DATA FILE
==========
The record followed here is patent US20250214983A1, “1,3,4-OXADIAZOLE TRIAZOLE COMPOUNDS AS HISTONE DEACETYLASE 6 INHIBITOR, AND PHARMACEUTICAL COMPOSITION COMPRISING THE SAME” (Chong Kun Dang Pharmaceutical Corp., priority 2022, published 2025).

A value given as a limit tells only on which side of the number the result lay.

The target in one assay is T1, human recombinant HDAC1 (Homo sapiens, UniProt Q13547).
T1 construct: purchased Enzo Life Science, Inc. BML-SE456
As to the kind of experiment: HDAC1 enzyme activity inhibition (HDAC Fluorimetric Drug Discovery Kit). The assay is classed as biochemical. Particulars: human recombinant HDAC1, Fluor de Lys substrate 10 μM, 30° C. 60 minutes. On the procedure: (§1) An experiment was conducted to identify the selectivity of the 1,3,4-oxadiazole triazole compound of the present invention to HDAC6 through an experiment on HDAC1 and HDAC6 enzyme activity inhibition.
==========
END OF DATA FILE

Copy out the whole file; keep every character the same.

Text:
The record followed here is patent US20250214983A1, “1,3,4-OXADIAZOLE TRIAZOLE COMPOUNDS AS HISTONE DEACETYLASE 6 INHIBITOR, AND PHARMACEUTICAL COMPOSITION COMPRISING THE SAME” (Chong Kun Dang Pharmaceutical Corp., priority 2022, published 2025).

A value given as a limit tells only on which side of the number the result lay.

The target in one assay is T1, human recombinant HDAC1 (Homo sapiens, UniProt Q13547).
T1 construct: purchased Enzo Life Science, Inc. BML-SE456
As to the kind of experiment: HDAC1 enzyme activity inhibition (HDAC Fluorimetric Drug Discovery Kit). The assay is classed as biochemical. Particulars: human recombinant HDAC1, Fluor de Lys substrate 10 μM, 30° C. 60 minutes. On the procedure: (§1) An experiment was conducted to identify the selectivity of the 1,3,4-oxadiazole triazole compound of the present invention to HDAC6 through an experiment on HDAC1 and HDAC6 enzyme activity inhibition.